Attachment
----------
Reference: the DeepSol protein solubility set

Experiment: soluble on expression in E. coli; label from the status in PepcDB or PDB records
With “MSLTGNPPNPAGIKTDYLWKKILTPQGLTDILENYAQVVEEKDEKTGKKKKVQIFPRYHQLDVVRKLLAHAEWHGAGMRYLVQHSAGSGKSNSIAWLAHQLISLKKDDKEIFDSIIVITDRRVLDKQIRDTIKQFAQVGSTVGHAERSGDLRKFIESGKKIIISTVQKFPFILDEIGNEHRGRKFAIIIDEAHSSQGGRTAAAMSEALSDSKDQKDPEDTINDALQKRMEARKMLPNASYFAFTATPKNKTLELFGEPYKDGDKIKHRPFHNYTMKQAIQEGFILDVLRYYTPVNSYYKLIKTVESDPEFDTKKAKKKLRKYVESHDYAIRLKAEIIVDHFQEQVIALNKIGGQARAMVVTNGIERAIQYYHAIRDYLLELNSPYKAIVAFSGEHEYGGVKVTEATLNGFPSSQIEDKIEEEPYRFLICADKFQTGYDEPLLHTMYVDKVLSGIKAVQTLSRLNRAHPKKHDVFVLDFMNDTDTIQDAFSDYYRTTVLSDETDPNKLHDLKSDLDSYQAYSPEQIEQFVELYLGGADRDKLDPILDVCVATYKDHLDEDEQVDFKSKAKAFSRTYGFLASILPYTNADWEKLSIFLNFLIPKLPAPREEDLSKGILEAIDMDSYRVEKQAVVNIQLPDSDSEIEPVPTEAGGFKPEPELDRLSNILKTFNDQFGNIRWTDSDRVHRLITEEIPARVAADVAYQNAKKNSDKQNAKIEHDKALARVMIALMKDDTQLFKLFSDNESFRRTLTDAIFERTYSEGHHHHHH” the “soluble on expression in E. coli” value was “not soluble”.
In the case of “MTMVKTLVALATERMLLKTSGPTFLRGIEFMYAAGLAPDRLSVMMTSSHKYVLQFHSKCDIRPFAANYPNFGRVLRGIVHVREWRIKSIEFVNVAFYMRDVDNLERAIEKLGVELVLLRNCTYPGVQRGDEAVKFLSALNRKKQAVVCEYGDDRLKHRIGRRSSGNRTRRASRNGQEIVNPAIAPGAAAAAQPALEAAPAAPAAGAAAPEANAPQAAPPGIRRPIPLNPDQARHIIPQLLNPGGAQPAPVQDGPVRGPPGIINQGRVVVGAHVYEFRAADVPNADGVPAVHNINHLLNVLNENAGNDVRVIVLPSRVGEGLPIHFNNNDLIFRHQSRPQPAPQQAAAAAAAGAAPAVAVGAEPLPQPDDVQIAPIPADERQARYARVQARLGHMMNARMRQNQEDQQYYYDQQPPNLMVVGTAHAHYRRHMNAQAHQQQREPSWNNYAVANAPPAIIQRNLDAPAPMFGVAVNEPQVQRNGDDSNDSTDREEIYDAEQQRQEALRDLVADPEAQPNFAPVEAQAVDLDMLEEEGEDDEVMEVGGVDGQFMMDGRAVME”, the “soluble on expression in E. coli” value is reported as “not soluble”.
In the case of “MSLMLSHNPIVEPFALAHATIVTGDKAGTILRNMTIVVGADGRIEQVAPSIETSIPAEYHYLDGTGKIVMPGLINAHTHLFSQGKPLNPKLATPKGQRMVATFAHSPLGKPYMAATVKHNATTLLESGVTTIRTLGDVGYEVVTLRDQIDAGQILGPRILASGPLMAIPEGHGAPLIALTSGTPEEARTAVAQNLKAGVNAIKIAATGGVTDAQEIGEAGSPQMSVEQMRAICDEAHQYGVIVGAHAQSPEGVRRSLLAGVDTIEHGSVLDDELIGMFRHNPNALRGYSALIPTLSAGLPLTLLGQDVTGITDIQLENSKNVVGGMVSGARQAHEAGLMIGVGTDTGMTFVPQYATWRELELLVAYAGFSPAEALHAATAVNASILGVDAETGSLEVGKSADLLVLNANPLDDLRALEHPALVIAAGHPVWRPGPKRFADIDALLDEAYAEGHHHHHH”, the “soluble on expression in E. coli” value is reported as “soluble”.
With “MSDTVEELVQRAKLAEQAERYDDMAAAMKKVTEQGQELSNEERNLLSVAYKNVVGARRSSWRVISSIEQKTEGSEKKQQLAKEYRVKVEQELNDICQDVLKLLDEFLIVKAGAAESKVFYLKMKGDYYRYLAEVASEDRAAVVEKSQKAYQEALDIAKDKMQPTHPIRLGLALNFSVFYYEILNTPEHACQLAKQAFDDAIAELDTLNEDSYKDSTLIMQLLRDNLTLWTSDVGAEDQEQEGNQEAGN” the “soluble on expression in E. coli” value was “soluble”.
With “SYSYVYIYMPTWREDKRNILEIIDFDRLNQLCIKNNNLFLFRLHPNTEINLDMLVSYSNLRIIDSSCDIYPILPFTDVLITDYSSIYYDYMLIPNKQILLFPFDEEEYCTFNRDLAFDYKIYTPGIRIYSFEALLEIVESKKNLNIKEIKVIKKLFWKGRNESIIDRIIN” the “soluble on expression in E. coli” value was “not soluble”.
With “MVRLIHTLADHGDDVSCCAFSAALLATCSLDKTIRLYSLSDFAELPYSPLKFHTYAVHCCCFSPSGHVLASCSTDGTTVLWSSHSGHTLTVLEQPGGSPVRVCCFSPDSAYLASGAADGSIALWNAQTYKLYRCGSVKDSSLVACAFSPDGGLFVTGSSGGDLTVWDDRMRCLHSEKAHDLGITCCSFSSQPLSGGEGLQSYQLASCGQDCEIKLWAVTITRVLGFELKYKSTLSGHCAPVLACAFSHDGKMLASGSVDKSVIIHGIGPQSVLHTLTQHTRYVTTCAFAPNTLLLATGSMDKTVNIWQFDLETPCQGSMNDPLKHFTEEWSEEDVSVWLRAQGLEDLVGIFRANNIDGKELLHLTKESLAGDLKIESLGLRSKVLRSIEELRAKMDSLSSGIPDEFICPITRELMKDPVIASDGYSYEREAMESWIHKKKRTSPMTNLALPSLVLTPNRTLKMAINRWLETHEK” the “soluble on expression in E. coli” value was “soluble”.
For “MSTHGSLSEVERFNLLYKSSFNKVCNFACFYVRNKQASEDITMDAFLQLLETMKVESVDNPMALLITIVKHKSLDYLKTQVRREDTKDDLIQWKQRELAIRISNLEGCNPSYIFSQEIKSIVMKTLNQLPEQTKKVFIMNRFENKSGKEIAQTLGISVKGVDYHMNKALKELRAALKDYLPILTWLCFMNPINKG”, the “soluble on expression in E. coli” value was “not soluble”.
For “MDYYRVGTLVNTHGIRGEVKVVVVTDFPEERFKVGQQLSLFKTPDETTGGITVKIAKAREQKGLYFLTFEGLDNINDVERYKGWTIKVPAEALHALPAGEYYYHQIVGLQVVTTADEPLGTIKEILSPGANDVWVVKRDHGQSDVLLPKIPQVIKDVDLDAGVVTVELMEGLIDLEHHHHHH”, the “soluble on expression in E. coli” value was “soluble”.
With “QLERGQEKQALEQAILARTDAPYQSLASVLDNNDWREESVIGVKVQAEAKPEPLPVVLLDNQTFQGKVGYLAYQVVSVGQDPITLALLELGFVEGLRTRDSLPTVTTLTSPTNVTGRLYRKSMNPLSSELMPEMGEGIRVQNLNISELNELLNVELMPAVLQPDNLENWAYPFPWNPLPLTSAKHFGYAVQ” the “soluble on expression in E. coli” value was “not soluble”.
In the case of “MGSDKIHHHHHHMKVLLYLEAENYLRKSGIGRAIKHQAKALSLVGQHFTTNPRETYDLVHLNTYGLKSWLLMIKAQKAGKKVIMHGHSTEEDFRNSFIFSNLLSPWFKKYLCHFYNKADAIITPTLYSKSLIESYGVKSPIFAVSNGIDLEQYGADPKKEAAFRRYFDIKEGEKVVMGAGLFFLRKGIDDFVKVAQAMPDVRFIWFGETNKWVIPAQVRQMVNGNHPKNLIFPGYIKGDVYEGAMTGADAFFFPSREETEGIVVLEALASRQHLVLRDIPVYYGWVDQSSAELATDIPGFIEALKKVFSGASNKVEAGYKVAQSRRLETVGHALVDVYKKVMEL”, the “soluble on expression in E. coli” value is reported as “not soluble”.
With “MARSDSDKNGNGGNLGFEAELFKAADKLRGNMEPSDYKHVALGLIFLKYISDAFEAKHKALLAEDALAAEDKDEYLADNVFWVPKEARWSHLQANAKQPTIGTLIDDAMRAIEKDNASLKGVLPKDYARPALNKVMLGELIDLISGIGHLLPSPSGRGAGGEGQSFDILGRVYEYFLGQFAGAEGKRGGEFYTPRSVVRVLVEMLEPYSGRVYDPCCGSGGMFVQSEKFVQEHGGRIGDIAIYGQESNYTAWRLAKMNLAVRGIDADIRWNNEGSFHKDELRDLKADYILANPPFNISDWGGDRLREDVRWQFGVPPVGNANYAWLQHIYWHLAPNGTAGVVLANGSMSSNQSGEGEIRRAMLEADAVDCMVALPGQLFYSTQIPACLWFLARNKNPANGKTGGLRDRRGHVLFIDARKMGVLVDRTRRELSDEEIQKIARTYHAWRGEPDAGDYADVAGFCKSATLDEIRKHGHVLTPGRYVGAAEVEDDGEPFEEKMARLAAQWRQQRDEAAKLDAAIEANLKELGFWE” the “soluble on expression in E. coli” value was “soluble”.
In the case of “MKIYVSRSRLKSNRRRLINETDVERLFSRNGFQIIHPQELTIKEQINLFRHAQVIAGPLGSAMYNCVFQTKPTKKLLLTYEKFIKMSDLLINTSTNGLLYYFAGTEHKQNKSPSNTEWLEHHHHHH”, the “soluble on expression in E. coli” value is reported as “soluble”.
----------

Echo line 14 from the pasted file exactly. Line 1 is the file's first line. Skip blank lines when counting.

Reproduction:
In the case of “MKIYVSRSRLKSNRRRLINETDVERLFSRNGFQIIHPQELTIKEQINLFRHAQVIAGPLGSAMYNCVFQTKPTKKLLLTYEKFIKMSDLLINTSTNGLLYYFAGTEHKQNKSPSNTEWLEHHHHHH”, the “soluble on expression in E. coli” value is reported as “soluble”.